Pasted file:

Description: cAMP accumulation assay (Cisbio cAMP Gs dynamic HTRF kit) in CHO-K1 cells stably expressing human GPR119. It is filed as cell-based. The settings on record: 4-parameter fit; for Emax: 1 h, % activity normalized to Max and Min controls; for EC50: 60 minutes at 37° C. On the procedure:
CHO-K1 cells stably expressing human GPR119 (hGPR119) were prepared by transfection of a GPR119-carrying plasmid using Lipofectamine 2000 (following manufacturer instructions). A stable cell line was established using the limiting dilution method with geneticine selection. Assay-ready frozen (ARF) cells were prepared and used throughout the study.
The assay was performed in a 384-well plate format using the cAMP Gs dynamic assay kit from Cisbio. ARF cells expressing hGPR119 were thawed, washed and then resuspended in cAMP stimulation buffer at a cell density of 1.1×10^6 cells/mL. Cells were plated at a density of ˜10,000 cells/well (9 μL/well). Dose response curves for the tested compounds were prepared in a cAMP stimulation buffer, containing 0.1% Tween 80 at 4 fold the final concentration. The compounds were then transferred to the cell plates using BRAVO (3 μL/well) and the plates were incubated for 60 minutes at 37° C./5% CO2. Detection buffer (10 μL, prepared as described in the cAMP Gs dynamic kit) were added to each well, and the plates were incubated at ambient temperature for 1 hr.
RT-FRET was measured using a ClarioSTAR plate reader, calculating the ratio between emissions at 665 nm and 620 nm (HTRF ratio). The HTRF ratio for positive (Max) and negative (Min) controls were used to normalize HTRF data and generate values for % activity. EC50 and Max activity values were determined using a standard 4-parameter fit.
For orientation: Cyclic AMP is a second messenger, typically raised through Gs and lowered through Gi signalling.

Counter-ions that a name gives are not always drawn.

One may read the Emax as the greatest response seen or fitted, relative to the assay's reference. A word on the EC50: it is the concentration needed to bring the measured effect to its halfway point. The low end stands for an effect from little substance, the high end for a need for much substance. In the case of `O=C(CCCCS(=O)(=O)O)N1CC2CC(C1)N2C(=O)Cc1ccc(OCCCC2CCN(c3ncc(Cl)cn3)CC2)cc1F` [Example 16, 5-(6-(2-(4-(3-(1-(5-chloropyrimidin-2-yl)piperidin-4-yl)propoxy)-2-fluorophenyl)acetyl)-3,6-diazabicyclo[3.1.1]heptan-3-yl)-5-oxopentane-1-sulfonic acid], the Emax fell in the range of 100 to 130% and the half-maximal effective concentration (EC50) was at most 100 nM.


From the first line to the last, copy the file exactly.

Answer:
Description: cAMP accumulation assay (Cisbio cAMP Gs dynamic HTRF kit) in CHO-K1 cells stably expressing human GPR119. It is filed as cell-based. The settings on record: 4-parameter fit; for Emax: 1 h, % activity normalized to Max and Min controls; for EC50: 60 minutes at 37° C. On the procedure:
CHO-K1 cells stably expressing human GPR119 (hGPR119) were prepared by transfection of a GPR119-carrying plasmid using Lipofectamine 2000 (following manufacturer instructions). A stable cell line was established using the limiting dilution method with geneticine selection. Assay-ready frozen (ARF) cells were prepared and used throughout the study.
The assay was performed in a 384-well plate format using the cAMP Gs dynamic assay kit from Cisbio. ARF cells expressing hGPR119 were thawed, washed and then resuspended in cAMP stimulation buffer at a cell density of 1.1×10^6 cells/mL. Cells were plated at a density of ˜10,000 cells/well (9 μL/well). Dose response curves for the tested compounds were prepared in a cAMP stimulation buffer, containing 0.1% Tween 80 at 4 fold the final concentration. The compounds were then transferred to the cell plates using BRAVO (3 μL/well) and the plates were incubated for 60 minutes at 37° C./5% CO2. Detection buffer (10 μL, prepared as described in the cAMP Gs dynamic kit) were added to each well, and the plates were incubated at ambient temperature for 1 hr.
RT-FRET was measured using a ClarioSTAR plate reader, calculating the ratio between emissions at 665 nm and 620 nm (HTRF ratio). The HTRF ratio for positive (Max) and negative (Min) controls were used to normalize HTRF data and generate values for % activity. EC50 and Max activity values were determined using a standard 4-parameter fit.
For orientation: Cyclic AMP is a second messenger, typically raised through Gs and lowered through Gi signalling.

Counter-ions that a name gives are not always drawn.

One may read the Emax as the greatest response seen or fitted, relative to the assay's reference. A word on the EC50: it is the concentration needed to bring the measured effect to its halfway point. The low end stands for an effect from little substance, the high end for a need for much substance. In the case of `O=C(CCCCS(=O)(=O)O)N1CC2CC(C1)N2C(=O)Cc1ccc(OCCCC2CCN(c3ncc(Cl)cn3)CC2)cc1F` [Example 16, 5-(6-(2-(4-(3-(1-(5-chloropyrimidin-2-yl)piperidin-4-yl)propoxy)-2-fluorophenyl)acetyl)-3,6-diazabicyclo[3.1.1]heptan-3-yl)-5-oxopentane-1-sulfonic acid], the Emax fell in the range of 100 to 130% and the half-maximal effective concentration (EC50) was at most 100 nM.